White the English weapon to counter Australia's hoodwinking scrummagers

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The Independent Online

If you can't beat it, cheat in it - "it" being the scrum, where mind and muscle come together to establish the psychological and physical axis around which a game of rugby is played. A dominant set-piece allows a team to fix their patterns, run their moves, impose their strategy; a back-pedalling scrum leaves them up the creek without a paddle. The only way to limit the damage is to fiddle, to dupe, to hoodwink, and hope for the best. Australia are masters of the art.

If you can't beat it, cheat in it - "it" being the scrum, where mind and muscle come together to establish the psychological and physical axis around which a game of rugby is played. A dominant set-piece allows a team to fix their patterns, run their moves, impose their strategy; a back-pedalling scrum leaves them up the creek without a paddle. The only way to limit the damage is to fiddle, to dupe, to hoodwink, and hope for the best. Australia are masters of the art.

So masterful, indeed, that the Wallaby pack spent the whole of the previous World Cup final being dismembered by their English opponents, yet still managed to take the match to the wire. Seven months on, it still rankles with the red rose army. Clive Woodward, the England coach, believes his side would have secured the Webb Ellis Trophy in normal time, sparing themselves 20-odd minutes of torment, had the refereeing of the scrummage been up to scratch. He is not far wrong. Australia pulled every stunt in the book that night, and got away with green-and-gold murder.

Woodward's opposite number, the super-smart tactician Eddie Jones, knew something last November. Having lost his senior tight-head prop, Ben Darwin, to a career-ending injury the previous weekend, he could have called up Patricio Noriega, a set-piece technician of great renown who learned his trade in his native Argentina.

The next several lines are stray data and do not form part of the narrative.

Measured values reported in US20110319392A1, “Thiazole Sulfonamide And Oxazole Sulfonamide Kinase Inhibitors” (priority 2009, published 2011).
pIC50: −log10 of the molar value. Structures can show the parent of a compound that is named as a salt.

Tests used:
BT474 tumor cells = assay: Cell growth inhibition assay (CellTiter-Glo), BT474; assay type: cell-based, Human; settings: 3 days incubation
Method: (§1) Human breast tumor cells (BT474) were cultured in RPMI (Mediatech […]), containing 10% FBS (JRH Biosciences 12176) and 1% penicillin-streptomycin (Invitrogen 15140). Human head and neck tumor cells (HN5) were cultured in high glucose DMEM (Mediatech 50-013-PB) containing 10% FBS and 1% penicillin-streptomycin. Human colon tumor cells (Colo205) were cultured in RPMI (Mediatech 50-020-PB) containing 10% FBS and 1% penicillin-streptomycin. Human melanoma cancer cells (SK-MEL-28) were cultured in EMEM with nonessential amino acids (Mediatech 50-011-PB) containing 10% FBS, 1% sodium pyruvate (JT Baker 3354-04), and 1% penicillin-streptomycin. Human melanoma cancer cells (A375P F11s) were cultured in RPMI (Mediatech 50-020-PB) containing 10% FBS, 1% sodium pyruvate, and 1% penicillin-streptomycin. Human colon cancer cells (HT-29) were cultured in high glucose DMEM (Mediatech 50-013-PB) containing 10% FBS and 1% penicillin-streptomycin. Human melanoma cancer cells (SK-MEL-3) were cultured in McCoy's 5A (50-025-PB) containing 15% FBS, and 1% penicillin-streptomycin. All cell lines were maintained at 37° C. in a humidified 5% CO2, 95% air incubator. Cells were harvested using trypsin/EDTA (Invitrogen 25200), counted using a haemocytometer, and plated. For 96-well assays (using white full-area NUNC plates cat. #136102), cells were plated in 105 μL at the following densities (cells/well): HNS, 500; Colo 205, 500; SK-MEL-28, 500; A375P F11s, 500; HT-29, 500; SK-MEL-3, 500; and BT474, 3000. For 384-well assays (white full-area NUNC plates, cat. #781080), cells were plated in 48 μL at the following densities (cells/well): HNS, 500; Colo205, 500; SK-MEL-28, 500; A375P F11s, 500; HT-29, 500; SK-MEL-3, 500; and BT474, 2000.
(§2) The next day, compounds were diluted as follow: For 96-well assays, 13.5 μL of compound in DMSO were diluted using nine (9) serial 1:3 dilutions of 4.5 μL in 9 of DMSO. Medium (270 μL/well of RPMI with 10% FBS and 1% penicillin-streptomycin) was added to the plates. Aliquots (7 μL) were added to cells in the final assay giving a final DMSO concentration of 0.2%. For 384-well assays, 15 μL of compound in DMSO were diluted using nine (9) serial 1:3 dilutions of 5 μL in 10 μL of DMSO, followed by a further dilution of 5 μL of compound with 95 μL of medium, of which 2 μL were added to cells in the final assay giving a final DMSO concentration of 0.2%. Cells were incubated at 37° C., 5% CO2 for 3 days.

Instead, Jones went into the final with Al Baxter and Matt Dunning, two powder-puff rookies fresh out of kindergarten. This seemed odd at the time, but there was method in the madness. The Wallabies made a virtue of their own weakness by drawing their aggressive opponents onto them, crying "foul" and conning a stream of penalties out of the officials. It was rugby's version of "rope-a-dope".

Fast Eddie, a front-row forward during his playing days with New South Wales, has a reputation for this kind of thing. One former Wallaby international who played regularly against teams coached by Jones said recently: "There always seems to be a scrummaging issue when Eddie is involved. You never get a straight hit on one of his packs, and you never win the penalty count. He studies referees in extraordinary detail and prepares his team accordingly. When it comes to scrum-time, you lose the first three decisions and start thinking 'Uh-oh, here we go again'."

Today, England field a new front row against the Wallabies' World Cup trio. Tim Payne, of Wasps, makes his international debut, Mark Regan, of Leeds, faces Australia for the first time in four years and Julian White, of Leicester, confronts them for the first time in his career.